What exactly does “dog breed” mean?
A dog breed is a specific and distinguishable breed of domestic dog. The Fédération Cynologique Internationale (FCI) currently has about 370 different dog breeds listed and thus recognised. The cynological umbrella organisation assigns the dog breeds to different groups and sections based on appearance and temperament. There are 10 FCI groups, including FCI Group 1: Herding Dogs & Cattle Dogs or FCI Group 3: Terriers.
Which dog breed suits me?
Getting to know the different breeds of dogs is crucial for us humans, especially when we want to take in a four-legged friend. Which dog suits me? That is the all-important question when buying a dog. It doesn't always have to be a purebred animal, because even in the case of mixed breeds from the animal shelter, the various breed combinations give us information about whether the dog will grow very large, for example, or possibly has a hunting instinct. Ultimately, however, it is not only the breed and its characteristics that determine the development and behaviour of the four-legged friend, but also the upbringing and socialisation. A dog breed is a specific and distinguishable breed of a domestic dog. The Fédération Cynologique Internationale (FCI) currently has about 370 different dog breeds listed and thus recognised. The cynological umbrella organisation assigns the dog breeds to different groups and sections based on appearance and temperament. There are 10 FCI groups, including FCI Group 1: Herding Dogs & Cattle Dogs or FCI Group 3: Terriers.
The Great Dane—The lovable giant
Weight: 45 – 90 kg
Shoulder height: 72 – 86 cm
Ø Life expectancy: 6 – 8 years
Colours: yellow, brindle, black and white, black, blue
Classification: FCI Group 2: Pinscher and Schnauzer - Molossian - Swiss Mountain and Cattle Dogs
History and origin of the Great Dane
The origin of the Great Dane, unlike the name suggests, is only partly from Germany. The Great Dane is said to have been bred in England as early as the 16th century by crossing the Mastiff with the Irish greyhound, and Great Danes were also depicted on stone tablets in antiquity. Greyhounds and hunting dogs were also crossed on the mainland of Europe in order to hunt bears and wolves optimally for the nobility. The various crossbreeds gave rise to three varieties of the Great Dane: the Great Dane, the English Great Dane and the Danish Great Dane. The Great Dane is derived from the Danish variety and is still called the “Great Dane” in some languages. According to genetic analyses, the ancestors of the Great Dane are greyhounds and Molossians. The first Great Dane Club was founded in Berlin in 1888. It is thus the oldest purebred dog breeding club in Germany. Nowadays, the Great Dane is the mixture of the elegance and speed of the greyhounds and the strength and nonchalance of the Molossians and is kept as a modern protector.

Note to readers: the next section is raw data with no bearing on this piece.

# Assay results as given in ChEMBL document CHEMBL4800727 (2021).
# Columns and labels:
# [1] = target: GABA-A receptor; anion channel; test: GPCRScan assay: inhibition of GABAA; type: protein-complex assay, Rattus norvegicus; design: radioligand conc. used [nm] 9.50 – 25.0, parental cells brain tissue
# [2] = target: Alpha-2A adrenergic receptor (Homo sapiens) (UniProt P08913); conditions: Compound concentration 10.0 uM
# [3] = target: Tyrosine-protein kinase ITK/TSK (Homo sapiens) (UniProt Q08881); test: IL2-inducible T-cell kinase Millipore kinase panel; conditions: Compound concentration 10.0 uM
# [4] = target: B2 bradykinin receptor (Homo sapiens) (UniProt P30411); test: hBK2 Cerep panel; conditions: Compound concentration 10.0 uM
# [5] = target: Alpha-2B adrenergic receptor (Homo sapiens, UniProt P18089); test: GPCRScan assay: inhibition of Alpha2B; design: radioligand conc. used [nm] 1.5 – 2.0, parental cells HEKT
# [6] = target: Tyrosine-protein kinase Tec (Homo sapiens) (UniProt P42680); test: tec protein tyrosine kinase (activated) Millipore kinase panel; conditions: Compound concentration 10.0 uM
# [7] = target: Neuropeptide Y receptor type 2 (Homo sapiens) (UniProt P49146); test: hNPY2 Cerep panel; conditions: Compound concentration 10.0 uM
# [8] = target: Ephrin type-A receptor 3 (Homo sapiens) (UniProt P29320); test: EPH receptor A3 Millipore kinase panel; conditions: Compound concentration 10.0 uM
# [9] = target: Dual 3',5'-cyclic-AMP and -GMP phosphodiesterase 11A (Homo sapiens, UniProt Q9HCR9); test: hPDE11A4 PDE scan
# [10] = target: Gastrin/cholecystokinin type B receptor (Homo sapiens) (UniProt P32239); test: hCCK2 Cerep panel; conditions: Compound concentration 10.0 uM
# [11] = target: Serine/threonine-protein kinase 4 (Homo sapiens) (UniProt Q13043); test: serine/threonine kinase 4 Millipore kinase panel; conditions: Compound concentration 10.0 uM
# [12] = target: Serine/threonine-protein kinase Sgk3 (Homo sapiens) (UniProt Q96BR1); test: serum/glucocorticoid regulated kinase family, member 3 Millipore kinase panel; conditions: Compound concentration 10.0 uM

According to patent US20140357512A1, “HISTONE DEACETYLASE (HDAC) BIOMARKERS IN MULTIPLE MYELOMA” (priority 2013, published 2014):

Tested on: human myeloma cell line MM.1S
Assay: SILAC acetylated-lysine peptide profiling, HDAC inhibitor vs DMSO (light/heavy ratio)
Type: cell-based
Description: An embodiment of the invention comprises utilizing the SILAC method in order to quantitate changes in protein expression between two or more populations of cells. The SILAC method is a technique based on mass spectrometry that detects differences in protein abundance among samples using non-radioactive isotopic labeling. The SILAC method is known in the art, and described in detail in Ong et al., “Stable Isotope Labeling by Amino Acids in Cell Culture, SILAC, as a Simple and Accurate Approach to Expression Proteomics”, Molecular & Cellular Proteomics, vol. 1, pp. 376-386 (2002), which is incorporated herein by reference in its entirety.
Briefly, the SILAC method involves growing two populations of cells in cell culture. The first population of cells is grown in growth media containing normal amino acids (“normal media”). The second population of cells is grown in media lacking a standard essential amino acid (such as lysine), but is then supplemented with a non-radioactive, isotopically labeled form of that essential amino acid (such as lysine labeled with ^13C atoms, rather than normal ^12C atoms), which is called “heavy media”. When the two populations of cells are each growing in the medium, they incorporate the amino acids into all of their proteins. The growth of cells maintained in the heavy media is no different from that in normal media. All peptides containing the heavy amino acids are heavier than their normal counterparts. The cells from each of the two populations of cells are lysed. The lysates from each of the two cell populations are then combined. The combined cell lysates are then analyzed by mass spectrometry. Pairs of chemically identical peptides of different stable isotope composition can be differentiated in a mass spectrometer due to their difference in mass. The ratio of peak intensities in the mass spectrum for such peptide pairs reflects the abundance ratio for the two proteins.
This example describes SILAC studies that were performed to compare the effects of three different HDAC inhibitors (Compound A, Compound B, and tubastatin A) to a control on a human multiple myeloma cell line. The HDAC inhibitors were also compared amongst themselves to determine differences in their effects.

We want to point out that the Great Dane shows common diseases. DKM (heart), gastric torsion, Wobbler syndrome, hip dysplasia, elbow dysplasia, spondylosis and allergies. Furthermore, due to over-breeding and the one-sided selection of breeds based on appearance, some individuals may be aggressive, which then poses severe and sometimes even unsolvable problems for training.
Character and nature of the giant
As big as the Great Dane is, so is its heart. The breed is considered particularly friendly and lovable, and is especially affectionate. However, this sympathy is first limited to their own people and especially children. With unknown or even strange people, however, the Great Dane is anything but aggressive or unfriendly, but for the first time only reserved and reserved. The Great Dane is also ideally suited as a family dog. She loves balanced walks with her humans, during which she can also sniff and greet other dogs, but otherwise makes no great demands. Balanced exercise during walks trains the heart, lungs, circulation, and muscles and increases the Great Dane's life expectancy.
Education of the Great Dane
When it comes to training, the Great Dane is rather beginner-friendly, but rules should be laid down when the dog is a puppy, as is the case with every dog breed. The Great Dane has a mind of its own and sometimes tries to circumvent its master's commands, and the “will to please”, which dogs like the Australian Shepherd possess, is not particularly strong in the big giants. Otherwise, however, the Great Dane can be trained well with loving strictness.
Husbandry of the Great Dane
To keep a Great Dane, as its size suggests, you need a lot of space. So that the Great Dane does not feel cramped, a large flat with ideally access to a garden or a plot of land is necessary. Therefore, the Great Dane should have little to no stairs to climb, as the large quadruped is prone to joint damage. Ideally, the breed should not be left alone by its owners for too long. Proximity to its people is particularly important to the Great Dane.
Fashion Tip for the Great Dane
The Great Dane is a dog of special grace and unique, impressive charisma and elegance. To reflect this elegance at home, we recommend our dog bed The Cloud in size XL. The dog bed is not only particularly robust and durable, but also especially comfortable and, thanks to its high rebound force, prevents the dog from lying down and is therefore ideally suited for the lovable giants.